At the beginning of the installation Mass, Archbishop Christophe Pierre, apostolic nuncio to the United States, quoting Pope Francis, encouraged Archbishop Thompson to reach out broadly to people in need through his leadership of the archdiocese.

“As you minister to the priests, clergy and laity being entrusted to your pastoral care and reach out to the community beyond, especially the poor and marginalized, may you keep ever in your heart the sentiments you yourself heard expressed by our Holy Father, Pope Francis, during his homily on the Solemnity of SS. Peter and Paul,” said Archbishop Pierre.

“‘The Lord answers our prayers,'” he said, quoting the pope. “‘He is faithful to the love we have professed for him and he stands beside us at times of trial.'”

After Archbishop Pierre read from the pope’s letter of appointment for Archbishop Thompson, he showed it to the congregation, and Archbishop Thompson expressed his acceptance.

Archbishop Pierre then placed on Archbishop Thompson’s shoulders a pallium blessed by the pope. A pallium is a woolen band that symbolizes an archbishop’s pastoral care of his faithful and his communion with the pope.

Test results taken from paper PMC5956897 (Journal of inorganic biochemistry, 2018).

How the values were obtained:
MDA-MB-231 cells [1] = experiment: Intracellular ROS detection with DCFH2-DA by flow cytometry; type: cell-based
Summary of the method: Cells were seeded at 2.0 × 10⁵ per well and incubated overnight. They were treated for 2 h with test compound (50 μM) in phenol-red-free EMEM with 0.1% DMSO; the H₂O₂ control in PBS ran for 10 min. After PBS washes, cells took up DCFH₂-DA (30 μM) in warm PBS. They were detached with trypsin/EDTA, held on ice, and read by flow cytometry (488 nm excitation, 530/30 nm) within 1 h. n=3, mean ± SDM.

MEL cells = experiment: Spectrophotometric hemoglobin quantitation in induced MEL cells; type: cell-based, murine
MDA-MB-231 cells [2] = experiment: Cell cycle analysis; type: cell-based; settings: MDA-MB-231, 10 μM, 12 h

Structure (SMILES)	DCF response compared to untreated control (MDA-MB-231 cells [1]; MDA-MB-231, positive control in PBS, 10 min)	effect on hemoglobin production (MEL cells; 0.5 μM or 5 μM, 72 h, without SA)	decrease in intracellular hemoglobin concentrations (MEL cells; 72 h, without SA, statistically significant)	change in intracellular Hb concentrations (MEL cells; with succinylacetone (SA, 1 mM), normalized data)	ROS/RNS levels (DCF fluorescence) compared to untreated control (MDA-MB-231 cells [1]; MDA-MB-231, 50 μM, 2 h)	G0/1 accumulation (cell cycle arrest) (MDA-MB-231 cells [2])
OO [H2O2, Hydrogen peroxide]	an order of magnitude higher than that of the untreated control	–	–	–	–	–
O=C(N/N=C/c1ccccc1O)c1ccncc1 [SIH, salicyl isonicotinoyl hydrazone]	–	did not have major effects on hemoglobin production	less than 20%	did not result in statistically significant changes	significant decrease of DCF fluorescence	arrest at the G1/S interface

The nuncio walked with Archbishop Thompson to the cathedra, the seat in the cathedral reserved for the archbishop. The chair symbolizes a bishop’s duty as the principal teacher of the faith in his diocese.

Archbishop Thompson sat in the cathedra and was presented with his pastoral staff, or crosier, which the priests of the archdiocese had given to him along with a pectoral cross and episcopal ring during evening prayer the night before at the cathedral.

The moment was the culmination of the installation of the seventh archbishop of Indianapolis. It was met with extended applause from the congregation. At 56, Archbishop Thompson is the youngest U.S. archbishop.

Archbishop Thompson then greeted a group representing priests, deacons, men and women religious, married couples, youths, young adults, people with special needs, Catholic schools, catechesis and the intercultural community.

Steven and Pauline Lancaster, members of St. Joseph Parish in Shelbyville, recently celebrated their 50th wedding anniversary and represented married couples in the archdiocese.